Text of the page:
Could you tell us about any lore regarding Black Cohash?

Black Cohosh (Cimicifuga racemosa) is called…

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…by the Cherokee. That phonetic transliteration comes from James Mooney’s work on the Swimmer Manuscript. The formula where it appears is used to help cure chills, but it’s had other uses as well. In Daniel Moerman’s “Native American Medicinal Plants” we see the Cherokee had many uses for the plant including to help stimulate menstruation, use as an anodyne, used for rheumatic pains, given for hives, external astringent, sedative, laxative, and a remedy for coughs.

Ozark folk knowledge confirms the use of the plant to help with menstruation. Vance Randolph has an entry about it in his “Ozark Magic and Folklore” where he says:

“A tea made of black snakeroot (Cimicifuga) is also used as a medicine for ‘female troubles’ which usually means amenorrhea.”

The plant is still used today, usually in supplement form, to help treat gynecological problems.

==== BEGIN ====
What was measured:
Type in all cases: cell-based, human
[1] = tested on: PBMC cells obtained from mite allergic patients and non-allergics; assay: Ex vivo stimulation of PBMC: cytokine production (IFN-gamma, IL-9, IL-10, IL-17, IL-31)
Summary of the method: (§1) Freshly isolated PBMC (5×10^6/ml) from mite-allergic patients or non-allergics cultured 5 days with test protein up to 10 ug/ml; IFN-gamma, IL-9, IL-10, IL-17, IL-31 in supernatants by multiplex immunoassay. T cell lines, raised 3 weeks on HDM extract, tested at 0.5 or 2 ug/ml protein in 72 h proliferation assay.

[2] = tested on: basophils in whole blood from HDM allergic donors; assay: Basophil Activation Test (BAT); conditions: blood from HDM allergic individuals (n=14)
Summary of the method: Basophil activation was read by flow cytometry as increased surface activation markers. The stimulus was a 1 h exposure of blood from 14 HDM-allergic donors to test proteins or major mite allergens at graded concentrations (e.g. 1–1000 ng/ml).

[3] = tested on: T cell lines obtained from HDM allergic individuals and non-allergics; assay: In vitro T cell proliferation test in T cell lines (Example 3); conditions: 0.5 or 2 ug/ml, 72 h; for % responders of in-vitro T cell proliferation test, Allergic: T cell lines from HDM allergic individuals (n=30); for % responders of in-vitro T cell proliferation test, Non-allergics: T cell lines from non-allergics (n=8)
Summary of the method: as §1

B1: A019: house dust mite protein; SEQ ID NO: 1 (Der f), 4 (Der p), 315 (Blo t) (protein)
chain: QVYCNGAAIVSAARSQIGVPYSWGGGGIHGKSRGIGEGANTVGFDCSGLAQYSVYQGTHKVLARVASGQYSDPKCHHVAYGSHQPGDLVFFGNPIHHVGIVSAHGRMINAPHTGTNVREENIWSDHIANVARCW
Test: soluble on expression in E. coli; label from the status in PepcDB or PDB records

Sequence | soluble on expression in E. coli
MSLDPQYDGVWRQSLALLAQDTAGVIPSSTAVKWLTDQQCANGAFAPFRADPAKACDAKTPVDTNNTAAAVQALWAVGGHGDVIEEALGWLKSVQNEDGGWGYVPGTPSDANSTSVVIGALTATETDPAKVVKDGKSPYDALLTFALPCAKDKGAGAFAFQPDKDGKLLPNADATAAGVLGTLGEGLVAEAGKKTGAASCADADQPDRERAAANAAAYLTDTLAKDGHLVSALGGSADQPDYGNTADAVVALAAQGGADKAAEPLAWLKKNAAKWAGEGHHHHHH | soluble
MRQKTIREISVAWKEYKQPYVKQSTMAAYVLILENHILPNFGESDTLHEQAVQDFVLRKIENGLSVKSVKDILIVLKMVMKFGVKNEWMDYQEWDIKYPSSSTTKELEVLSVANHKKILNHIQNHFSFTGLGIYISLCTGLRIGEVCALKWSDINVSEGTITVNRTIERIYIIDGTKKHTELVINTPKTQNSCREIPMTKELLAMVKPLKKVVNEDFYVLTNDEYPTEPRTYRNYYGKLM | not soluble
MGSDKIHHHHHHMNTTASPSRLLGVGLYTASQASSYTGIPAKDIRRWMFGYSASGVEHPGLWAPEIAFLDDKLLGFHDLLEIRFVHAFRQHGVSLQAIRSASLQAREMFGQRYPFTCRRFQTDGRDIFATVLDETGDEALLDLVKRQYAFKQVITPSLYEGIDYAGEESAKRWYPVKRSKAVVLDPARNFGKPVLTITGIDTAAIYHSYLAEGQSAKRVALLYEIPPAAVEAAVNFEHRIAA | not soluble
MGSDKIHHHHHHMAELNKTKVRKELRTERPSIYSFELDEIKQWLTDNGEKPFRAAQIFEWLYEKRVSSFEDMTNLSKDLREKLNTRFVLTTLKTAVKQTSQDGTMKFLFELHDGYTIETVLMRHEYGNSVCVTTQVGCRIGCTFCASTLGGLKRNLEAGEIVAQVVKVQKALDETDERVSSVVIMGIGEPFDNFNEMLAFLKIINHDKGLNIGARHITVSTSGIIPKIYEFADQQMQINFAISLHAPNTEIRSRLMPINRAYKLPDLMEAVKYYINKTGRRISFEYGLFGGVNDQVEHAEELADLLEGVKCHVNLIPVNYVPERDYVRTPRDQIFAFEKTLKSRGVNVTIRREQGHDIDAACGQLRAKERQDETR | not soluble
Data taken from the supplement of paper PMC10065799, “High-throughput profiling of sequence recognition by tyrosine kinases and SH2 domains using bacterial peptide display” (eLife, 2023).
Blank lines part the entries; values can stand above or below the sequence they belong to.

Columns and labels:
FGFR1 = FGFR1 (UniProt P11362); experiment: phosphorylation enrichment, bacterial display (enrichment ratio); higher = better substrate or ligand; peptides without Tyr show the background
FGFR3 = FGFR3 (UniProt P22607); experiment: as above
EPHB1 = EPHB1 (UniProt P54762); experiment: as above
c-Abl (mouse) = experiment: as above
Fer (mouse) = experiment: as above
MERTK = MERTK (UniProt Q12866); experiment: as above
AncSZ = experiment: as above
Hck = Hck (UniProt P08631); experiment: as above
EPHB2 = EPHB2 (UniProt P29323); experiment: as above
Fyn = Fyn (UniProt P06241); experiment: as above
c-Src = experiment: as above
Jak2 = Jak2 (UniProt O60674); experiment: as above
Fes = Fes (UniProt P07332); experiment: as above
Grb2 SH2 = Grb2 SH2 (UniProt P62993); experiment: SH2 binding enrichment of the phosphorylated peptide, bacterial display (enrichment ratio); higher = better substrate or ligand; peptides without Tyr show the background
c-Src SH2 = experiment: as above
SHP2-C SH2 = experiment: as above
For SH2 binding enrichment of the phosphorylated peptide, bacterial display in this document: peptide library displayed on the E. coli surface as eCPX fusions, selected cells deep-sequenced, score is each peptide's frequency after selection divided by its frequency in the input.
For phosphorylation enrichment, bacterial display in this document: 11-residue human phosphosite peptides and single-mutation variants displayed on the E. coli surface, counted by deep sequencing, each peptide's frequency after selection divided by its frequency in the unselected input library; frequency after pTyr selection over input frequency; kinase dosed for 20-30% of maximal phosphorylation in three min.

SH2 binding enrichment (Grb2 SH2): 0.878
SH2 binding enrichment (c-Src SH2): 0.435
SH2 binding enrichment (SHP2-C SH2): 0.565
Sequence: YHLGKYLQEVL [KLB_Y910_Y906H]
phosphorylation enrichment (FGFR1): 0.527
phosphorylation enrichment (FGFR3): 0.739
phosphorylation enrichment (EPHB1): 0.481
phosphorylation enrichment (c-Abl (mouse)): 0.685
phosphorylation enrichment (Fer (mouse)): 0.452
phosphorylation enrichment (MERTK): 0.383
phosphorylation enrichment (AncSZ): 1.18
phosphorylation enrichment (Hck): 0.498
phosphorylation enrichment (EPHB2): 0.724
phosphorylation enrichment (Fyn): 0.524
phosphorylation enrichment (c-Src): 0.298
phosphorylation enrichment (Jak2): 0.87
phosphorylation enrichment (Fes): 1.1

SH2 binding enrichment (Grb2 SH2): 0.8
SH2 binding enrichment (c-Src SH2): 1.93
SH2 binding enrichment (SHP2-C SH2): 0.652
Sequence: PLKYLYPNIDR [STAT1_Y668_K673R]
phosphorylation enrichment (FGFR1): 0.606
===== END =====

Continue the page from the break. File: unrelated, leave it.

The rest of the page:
He also mentions the root with regards to male virility:

“A tea made from black snakeroot (Cimicifuga) is another powerful aphrodisiac, according to the wise men of the mountains, but it seems to upset the stomach if large doses are taken, and is best mixed with whiskey. There is a widespread belief that a man who ‘loses his manhood’ is doomed to die before the year is out; a gentleman ninety-three years old told me that he used to believe this himself but had finally been forced to the conclusion that ‘there ain’t nothing to it.’”

I haven’t been able to confirm where this belief came from, or if it’s actually very reliable at all. Black Cohosh is also called “black snakeroot” which leads me to believe there was probably some connection to snake lore, which is possibly where the virility cure comes in as snakes are often associated with male sexuality. The root was also so named because it was meant as not only a cure for snakebite but if you carry the root in your pocket it’s supposed to keep you from getting bit.

Black Snakeroot also has uses within Southern Rootwork and Conjure, as a protective and cleansing plant that helps “snake” out any evil or crossings someone might have put on you. The plant likely entered the materia medica of conjurers through contact with the Cherokee.

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